Currie briefly indicated the origin and aim of the school, and paid a well-merited and loudly applauded tribute of praise to Professor Pelham, the chief promoter of the school and chairman of the Executive Committee. Professor Pelham followed with a happy reference to the importance, the interest, and the fascination of the studies now for the first time accessible to the British student in a duly constituted and equipped British school, and after him came Professor Eugen Petersen, first secretary of the Roman Branch of the Deutsches Archaologisches Institut, and the Abb6 Duchesne of the École Franchise, to extend the right hand of fellowship to their young rival. The speeches, all of them happy in tone and cordial in expression, had their appropriate sequel in the conversazione which followed as the company dispersed through the rooms or lingered over the well-provided bultet. Particularly gratifying to the medical contingent was the library with its assortment of books appealing specially to the student of the healing art in its historical aspects-Hippocrates being represented in the great editions of Littré and Ermerins and Celsus, in those of Milligan, Des Etangs and De Renzi, supplemented by Matthioli’s fine commentary on Dioscorides and by De Renzi’s Collectio Salernitana in five handsome octavos. Medical archaeology, indeed, stimulated and aided by the British schools at Athens and in Rome, may now look forward to rich accessions to its treasure-trove, the methodical arrangement of which at either school and its adequate description by the local expert cannot but add interest and attraction to many aPhysician’s Holiday.’ The names of men of light and leading in the profession—Arbutbnot, Mead, Heberden, and Gregory, and the more recent ones of J. Y. Simpson, Francis Adams, B. W. Richardson, and Henry Acland-recur to the mind as those of ardent students of the medical past who would have envied their latter-day successors the opportunities and facilities open to them, and whose spirits may well be imagined to look down approvingly on the new adjunct to their favourite studies so auspiciously inaugurated in the British school in Rome." -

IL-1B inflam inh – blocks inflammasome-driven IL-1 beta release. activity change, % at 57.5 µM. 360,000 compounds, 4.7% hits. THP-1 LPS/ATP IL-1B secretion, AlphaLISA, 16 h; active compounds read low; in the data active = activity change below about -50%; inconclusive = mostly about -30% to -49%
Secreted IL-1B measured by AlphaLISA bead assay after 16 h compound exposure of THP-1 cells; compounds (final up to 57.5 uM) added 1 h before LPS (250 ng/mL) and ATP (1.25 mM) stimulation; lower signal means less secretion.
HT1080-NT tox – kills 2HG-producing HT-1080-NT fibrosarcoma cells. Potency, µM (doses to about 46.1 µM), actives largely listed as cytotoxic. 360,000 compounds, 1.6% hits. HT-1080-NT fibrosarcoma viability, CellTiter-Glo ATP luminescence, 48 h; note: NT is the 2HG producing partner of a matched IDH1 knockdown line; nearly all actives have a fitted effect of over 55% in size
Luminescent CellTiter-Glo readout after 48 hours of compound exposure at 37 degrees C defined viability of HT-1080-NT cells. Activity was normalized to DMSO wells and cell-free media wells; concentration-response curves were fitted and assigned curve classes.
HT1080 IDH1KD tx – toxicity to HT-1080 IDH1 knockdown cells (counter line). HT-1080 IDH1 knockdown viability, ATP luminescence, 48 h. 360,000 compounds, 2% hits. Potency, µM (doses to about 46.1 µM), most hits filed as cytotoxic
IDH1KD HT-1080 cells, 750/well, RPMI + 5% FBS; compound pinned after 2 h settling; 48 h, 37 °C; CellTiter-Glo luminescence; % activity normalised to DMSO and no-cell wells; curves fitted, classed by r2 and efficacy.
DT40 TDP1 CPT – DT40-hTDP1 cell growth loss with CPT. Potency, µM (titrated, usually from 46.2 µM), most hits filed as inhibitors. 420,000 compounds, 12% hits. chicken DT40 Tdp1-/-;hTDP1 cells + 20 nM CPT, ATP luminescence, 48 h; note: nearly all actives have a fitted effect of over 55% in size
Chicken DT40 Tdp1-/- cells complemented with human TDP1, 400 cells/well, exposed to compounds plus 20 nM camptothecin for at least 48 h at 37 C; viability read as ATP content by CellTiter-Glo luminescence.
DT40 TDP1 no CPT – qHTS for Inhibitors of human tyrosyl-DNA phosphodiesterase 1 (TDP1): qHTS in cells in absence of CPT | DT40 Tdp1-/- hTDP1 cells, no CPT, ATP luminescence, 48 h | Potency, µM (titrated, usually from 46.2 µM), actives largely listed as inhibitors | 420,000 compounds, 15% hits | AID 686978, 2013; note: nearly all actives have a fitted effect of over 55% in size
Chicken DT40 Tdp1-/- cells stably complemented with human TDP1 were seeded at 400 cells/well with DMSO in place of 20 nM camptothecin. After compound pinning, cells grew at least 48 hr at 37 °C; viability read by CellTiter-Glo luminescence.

IN another column will be found an appeal signed by various well-known members of our profession, asking medical men to assist Mr. Louis Ferdinand Dods to pay the heavy costs to which he was put in defending himself in the action for libel brought against him by Miss Agnes Dowling. It may be remembered that in the original action a jury required Mr. Dods to pay J:?100 damages to Miss Dowling, but on appeal judgment was set aside and a new judgment was given for Mr. Dods with costs, the later result being obviously in accordance with the justice of the case. These costs Mr. Dods has been unable to recover from Miss Dowling, and he finds himself liable for a sum of over .6400. We have already laid before our readers details of the casebut we may shortly recapitulate them here. Mr. Dods, having the behaviour of Miss Dowling brought to his attention, wrote a letter to the relieving officer of the Paddington district to the effect that to the best of his knowledge and belief Miss Dowling was of unsound mind. The relieving officer revealed the contents of the letter and Miss Dowling brought At the trial Mr. Dods. an action for libel against Mr. Dods’s letter was held to be privileged, but the jury found evidence of malice and of want of reasonable care on his part. They also found that he had not spoken correctly 1
THE LANCET, June 23rd (p. 1812)
and Nov. 10th
(p. 1362), 1900.